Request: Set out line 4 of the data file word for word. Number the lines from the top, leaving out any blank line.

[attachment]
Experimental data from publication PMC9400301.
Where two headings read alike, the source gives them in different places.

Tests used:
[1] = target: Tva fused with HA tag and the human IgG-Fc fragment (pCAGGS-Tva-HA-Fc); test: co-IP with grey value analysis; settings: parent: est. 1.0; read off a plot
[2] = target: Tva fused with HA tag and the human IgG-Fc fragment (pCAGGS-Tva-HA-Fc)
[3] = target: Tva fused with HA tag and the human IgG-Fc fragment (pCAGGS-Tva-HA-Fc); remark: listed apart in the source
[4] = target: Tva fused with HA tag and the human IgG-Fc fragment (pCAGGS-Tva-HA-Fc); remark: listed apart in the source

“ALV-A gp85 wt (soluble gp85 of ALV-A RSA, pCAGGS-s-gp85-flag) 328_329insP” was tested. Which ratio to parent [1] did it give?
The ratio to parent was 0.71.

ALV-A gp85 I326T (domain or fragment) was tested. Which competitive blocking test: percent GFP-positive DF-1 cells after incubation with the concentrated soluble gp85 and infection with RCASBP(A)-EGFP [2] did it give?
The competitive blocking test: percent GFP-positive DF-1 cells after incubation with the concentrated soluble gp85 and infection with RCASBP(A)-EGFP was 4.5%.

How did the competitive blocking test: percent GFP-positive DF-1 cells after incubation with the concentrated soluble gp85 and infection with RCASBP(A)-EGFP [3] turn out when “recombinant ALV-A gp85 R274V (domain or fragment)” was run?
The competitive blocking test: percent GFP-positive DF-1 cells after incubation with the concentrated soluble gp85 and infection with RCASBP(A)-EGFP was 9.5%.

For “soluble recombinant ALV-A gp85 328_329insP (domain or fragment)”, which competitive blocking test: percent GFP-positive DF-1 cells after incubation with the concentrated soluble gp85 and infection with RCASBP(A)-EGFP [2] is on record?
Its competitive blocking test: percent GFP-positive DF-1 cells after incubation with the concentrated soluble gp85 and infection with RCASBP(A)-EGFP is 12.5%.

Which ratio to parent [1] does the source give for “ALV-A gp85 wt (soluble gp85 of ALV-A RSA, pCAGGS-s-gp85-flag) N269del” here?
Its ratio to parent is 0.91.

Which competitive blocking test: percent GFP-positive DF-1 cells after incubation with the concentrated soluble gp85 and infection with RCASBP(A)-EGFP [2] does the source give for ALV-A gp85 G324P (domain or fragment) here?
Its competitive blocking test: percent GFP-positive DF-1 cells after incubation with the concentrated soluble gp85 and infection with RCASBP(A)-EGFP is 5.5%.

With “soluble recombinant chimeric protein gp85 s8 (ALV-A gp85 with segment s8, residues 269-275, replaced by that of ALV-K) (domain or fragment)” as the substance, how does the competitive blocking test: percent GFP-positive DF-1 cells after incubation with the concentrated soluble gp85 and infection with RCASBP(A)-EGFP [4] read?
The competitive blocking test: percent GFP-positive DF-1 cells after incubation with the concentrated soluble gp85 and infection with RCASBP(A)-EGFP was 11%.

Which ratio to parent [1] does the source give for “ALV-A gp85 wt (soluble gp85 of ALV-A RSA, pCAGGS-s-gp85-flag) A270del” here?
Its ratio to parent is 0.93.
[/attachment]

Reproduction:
[1] = target: Tva fused with HA tag and the human IgG-Fc fragment (pCAGGS-Tva-HA-Fc); test: co-IP with grey value analysis; settings: parent: est. 1.0; read off a plot